Your In-Brief Guide To Shipping International Freight In, Out And Around The EU

Your In-Brief Guide to Shipping International Freight In, Out and Around the EU

by Paul Rehmet — 4 years ago in Supply Chain Management 4 min. read
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Moving goods across international borders can be complex, and regulations, difficult to navigate. Those intending to move goods into or from Europe will be pleased to know that it is relatively straightforward to do so. One set of straightforward rules and regulations applies across all EU member states, which is particularly useful if you intend to export to multiple EU countries.

If you’re about to ship freight to, from or around the EU for the first time, or are considering it, you’ll find this guide really helpful. Here we give you the basics on customs, standard procedures, restrictions, laws and the practicalities of shipping to and from all EU member states.


Air freight or Ocean Freight: Some Interesting Facts

If your shipment is too large to send via a courier, you’ll either be looking for an air or ocean freight option. There are many very busy air and sea freight routes in and out of the EU, which means there are a huge variety of options available to importers and exporters.

Maritime ports in the EU handle over 4 billion tonnes of freight per year. The three busiest ports are Rotterdam, Antwerpen and Hamburg. The Netherlands handles as much as 35 tonnes of freight per inhabitant per year through Rotterdam and other ports, whereas Poland handles just two. The narrow English Channel between the UK and France is one of the world’s busiest shipping lanes.

In terms of air freight, Germany is the biggest player. It handles around 4.8 million tonnes of air freight per year, which is more than a quarter of the total for the EU. Its busiest airport for freight is Frankfurt. However, the EU’s biggest single airport for freight and mail handling is Paris Charles de Gaulle. Air freight is very popular for shipping goods around the EU.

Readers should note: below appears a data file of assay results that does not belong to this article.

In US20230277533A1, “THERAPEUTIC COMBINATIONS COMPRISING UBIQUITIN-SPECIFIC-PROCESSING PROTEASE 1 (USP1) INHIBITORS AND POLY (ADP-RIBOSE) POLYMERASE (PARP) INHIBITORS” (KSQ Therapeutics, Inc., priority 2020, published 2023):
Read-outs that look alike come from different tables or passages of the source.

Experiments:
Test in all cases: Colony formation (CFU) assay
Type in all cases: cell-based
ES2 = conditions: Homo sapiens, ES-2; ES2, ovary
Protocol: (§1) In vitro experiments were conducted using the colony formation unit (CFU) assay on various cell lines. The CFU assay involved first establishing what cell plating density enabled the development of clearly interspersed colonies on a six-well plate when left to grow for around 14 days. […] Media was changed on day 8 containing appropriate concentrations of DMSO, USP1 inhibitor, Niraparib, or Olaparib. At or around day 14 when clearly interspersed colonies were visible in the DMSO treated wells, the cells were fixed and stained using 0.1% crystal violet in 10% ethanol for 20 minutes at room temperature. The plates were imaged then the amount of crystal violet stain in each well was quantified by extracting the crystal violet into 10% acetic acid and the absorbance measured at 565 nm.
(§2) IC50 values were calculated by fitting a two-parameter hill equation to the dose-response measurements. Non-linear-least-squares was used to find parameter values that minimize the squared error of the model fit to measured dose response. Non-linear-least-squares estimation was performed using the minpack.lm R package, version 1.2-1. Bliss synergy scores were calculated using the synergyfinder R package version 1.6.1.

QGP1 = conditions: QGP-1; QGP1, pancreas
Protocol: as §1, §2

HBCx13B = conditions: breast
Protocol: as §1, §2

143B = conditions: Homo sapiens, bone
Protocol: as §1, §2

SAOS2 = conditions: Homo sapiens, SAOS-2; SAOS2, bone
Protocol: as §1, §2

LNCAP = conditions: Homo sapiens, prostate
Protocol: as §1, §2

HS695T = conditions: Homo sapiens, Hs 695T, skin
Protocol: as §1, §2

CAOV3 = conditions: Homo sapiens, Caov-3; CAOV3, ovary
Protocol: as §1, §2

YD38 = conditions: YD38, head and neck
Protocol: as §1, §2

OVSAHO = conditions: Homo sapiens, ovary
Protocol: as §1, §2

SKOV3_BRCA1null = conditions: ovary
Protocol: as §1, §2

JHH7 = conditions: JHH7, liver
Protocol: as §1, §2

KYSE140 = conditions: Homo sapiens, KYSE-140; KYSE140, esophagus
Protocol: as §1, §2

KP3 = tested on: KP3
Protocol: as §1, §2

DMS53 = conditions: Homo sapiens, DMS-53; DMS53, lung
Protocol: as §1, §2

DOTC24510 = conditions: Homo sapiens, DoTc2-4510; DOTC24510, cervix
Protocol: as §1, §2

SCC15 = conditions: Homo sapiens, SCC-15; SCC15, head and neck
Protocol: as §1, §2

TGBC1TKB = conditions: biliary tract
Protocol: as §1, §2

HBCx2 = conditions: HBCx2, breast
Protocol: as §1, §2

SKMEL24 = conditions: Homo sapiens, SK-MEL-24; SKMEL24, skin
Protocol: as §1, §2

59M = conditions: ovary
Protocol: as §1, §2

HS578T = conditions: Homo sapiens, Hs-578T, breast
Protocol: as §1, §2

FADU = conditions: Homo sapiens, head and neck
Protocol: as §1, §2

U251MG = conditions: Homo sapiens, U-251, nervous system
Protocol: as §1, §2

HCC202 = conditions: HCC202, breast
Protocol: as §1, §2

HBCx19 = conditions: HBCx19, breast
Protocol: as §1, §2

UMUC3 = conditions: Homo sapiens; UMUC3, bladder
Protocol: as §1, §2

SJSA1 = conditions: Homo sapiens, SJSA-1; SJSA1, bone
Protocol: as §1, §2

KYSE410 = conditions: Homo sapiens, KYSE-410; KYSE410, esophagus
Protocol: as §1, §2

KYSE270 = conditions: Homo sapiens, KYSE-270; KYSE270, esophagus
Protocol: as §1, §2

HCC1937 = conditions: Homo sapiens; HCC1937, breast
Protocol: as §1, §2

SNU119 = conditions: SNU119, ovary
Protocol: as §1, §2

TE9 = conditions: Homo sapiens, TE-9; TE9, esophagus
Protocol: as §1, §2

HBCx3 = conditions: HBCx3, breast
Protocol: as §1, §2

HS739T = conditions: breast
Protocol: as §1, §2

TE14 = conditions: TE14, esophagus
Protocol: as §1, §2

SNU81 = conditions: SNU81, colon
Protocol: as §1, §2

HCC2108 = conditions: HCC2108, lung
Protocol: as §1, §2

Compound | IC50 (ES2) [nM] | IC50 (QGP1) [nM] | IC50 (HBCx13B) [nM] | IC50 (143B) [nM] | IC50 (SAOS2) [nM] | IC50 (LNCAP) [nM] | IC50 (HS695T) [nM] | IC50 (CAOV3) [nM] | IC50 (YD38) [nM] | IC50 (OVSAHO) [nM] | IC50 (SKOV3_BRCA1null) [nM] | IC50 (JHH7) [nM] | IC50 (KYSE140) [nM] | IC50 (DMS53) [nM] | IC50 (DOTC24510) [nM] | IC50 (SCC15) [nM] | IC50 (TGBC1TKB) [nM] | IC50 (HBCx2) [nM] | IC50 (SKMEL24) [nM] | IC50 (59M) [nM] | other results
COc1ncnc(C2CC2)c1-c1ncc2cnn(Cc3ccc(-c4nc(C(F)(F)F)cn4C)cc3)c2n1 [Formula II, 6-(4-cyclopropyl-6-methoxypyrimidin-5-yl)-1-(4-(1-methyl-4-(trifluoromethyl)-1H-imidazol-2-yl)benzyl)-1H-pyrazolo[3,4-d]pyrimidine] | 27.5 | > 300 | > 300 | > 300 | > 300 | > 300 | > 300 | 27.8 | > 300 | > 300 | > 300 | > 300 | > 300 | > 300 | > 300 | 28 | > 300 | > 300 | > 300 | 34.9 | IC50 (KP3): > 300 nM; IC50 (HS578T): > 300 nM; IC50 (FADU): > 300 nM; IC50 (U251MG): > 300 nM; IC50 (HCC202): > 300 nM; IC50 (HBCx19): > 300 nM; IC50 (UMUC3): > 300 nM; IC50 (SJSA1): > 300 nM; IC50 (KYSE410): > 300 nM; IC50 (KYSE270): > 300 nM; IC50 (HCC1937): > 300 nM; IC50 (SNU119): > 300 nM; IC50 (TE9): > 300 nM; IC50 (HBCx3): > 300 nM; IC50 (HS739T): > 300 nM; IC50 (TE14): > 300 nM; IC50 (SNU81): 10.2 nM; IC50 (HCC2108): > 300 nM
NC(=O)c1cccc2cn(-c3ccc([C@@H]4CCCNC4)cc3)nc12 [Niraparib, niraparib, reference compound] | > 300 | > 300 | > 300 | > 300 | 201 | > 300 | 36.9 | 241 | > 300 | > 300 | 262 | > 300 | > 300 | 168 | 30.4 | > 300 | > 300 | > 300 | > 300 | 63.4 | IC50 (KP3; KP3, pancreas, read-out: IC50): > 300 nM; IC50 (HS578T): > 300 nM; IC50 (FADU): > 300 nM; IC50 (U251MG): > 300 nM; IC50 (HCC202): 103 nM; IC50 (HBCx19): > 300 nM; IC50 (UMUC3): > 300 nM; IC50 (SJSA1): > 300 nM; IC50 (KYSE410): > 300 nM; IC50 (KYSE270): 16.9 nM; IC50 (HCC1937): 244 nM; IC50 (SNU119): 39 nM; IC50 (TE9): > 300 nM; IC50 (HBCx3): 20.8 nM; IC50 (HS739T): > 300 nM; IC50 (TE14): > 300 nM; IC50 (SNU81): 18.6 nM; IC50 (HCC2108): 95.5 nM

Some of the busiest ocean routes in, out of and around the EU connect: Genoa in Italy to North Africa and the Middle East; Bremerhaven in Germany to the east coast of the USA, and Southampton in the UK with mainland Europe.
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EU Import Laws

Whether you choose to ship via the Netherlands, France, Germany or any of the other EU member states, you will need to abide by EU laws that restrict or prohibit certain goods coming in. These rules are in place to protect human and animal health, the environment, and consumer rights.

Many products fall under the control of these laws and you may need further permits, documentation, authorizations or certifications to proceed with transit. These items include:

  • Medicinal products
  • Chemicals
  • Steel or iron products
  • Clothing and textiles
  • Vegetables and fruits

For more information, you should consult the TARIC database. This multilingual database is provided by the Taxation and Customs Union branch of the European Commission. It is a definitive guide to all prohibitions, quantitative limits, and controls relating to the import and export of goods into and from the EU.

EU Export Laws

EU export laws are less restrictive. Export licenses are generally only required for shipments that include weapons and other goods for military use, or dual-use technology which could be used by civilians or the military.
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The Customs Union

The EU is a Customs Union, meaning that all member countries are as one for customs purposes. There are also no customs duties payable when moving goods between one member state and another.